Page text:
When it comes to Remote Deposit Capture (RDC), many members have reached out wondering if their program aligns with best practices for the industry. We’re so glad you’ve asked! Let’s talk about it.

First, let’s level-set and cover the basics. What is RDC?

RDC has become the prominent way to process a check since the adoption of the Check Clearing for the 21st Century Act (Check 21), which became effective in October of 2004. Check 21 was developed to streamline and improve the efficiency of check processing. As a result, Check 21 enabled financial institutions to process checks electronically. This meant checks could be remotely deposited rather than having to exchange physical checks. Although 19 years have passed since implementation, many institutions still struggle to identify all the methods to be included within their RDC program.

RDC is a deposit transaction delivery system that allows a financial institution to receive digital information from deposit documents captured at remote locations.  These locations may be the financial institution’s branches, ATMs, domestic and foreign correspondents or locations owned or controlled by commercial or retail account holders of the financial institution. RDC deposit documents can even be received from consumer account holders via mobile banking software.

Unless you are exclusively exchanging physical checks with other financial institutions, you are likely utilizing an RDC program to deposit most, if not all, check deposits received by your institution. Yes, that does mean Branch/Teller and ATM Capture are considered a part of your RDC program.

Identifying the Risks

Risk Management is the key to growth and success. Now that we have defined what types of check processing activities are considered RDC, let's identify the risks that should be addressed. A strong risk assessment analyzes all aspects of a financial institution's RDC activity, and it should be conducted prior to implementation and then reviewed periodically thereafter to mitigate and manage the risks associated with converting paper checks to remote deposits.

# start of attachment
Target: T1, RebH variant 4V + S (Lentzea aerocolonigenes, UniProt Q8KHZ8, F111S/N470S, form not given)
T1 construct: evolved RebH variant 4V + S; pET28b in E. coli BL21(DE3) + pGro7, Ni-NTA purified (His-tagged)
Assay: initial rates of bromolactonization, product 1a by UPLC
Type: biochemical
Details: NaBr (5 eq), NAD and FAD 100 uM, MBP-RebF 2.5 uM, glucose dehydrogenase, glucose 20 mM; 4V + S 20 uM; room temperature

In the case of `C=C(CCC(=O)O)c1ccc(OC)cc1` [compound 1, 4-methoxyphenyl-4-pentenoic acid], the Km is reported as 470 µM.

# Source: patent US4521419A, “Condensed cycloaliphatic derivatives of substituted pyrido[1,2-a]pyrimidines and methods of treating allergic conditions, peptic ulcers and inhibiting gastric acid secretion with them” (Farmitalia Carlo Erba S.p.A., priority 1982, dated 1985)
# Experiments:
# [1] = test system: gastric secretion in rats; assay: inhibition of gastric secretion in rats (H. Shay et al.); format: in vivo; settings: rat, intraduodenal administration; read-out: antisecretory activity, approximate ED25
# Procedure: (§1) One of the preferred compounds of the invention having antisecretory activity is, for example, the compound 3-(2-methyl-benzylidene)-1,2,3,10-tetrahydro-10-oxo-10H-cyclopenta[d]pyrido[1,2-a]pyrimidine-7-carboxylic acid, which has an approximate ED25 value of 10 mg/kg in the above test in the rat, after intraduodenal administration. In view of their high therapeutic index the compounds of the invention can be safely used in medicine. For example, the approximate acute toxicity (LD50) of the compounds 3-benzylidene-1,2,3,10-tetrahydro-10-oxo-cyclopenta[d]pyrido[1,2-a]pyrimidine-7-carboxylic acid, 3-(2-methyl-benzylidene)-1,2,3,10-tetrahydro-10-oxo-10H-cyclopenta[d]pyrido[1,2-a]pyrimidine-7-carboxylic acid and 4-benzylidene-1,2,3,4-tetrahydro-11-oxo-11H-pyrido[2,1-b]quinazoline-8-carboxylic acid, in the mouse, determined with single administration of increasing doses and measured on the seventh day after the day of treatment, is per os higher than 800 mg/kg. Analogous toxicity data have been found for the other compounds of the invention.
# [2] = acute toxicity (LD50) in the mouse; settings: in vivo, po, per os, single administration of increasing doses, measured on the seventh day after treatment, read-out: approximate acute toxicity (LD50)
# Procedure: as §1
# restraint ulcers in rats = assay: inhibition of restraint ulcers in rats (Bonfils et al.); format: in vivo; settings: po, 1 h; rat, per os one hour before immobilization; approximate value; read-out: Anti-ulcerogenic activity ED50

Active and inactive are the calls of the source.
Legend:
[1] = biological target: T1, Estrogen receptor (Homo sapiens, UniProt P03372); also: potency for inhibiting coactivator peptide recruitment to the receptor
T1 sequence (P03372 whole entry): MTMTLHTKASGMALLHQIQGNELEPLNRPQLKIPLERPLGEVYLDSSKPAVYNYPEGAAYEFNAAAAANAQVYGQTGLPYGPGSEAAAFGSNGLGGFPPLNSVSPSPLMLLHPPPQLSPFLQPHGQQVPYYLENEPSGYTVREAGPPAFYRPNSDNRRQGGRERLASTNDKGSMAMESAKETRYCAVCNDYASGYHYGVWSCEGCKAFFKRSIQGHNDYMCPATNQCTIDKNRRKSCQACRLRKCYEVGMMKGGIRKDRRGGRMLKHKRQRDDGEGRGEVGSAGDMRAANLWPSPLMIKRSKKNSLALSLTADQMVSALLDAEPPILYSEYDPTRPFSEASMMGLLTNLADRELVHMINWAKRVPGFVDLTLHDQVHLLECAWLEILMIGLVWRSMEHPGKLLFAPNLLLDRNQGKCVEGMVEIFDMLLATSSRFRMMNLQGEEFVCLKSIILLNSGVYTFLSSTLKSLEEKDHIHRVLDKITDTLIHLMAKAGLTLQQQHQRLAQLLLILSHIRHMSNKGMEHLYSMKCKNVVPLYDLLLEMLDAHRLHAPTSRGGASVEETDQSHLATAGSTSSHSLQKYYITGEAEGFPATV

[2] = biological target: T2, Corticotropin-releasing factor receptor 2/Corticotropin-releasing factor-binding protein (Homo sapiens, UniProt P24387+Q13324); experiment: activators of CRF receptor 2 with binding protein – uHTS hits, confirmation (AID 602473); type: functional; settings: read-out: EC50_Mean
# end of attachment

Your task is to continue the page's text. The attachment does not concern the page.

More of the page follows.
Strategic - Strategic risks arise from adverse business decisions or the failure to implement appropriate business decisions in a manner that is consistent with the financial institution’s strategic goals.  The Board of Directors and Senior Management must determine if it is in the best interest of the financial institution to undertake remote deposit, set policies and parameters and maintain or expand that function as appropriate. Strategic risks can be mitigated with controls, parameters and standards for an RDC program, written policies and procedures, ensuring adequate resources, management and Board of Directors involvement and oversight procedures.

Operational - Operational risk occurs when a transaction is altered or delayed due to an unintentional error, or when a payment transaction is initiated or altered to misdirect or misappropriate funds with fraudulent intent. The risk may arise from the financial institution failing to process a transaction properly, having inadequate controls, an employee error, a computer malfunction, natural catastrophe, internal or external fraud, etc. A failure anywhere in the remote deposit transaction process can result in risk to the financial institution’s earnings and capital. Operational risks can be mitigated with a consistent monitoring process, commercially reasonable controls for RDC software, scanners, mobile access, security standards, image quality and an ongoing training program.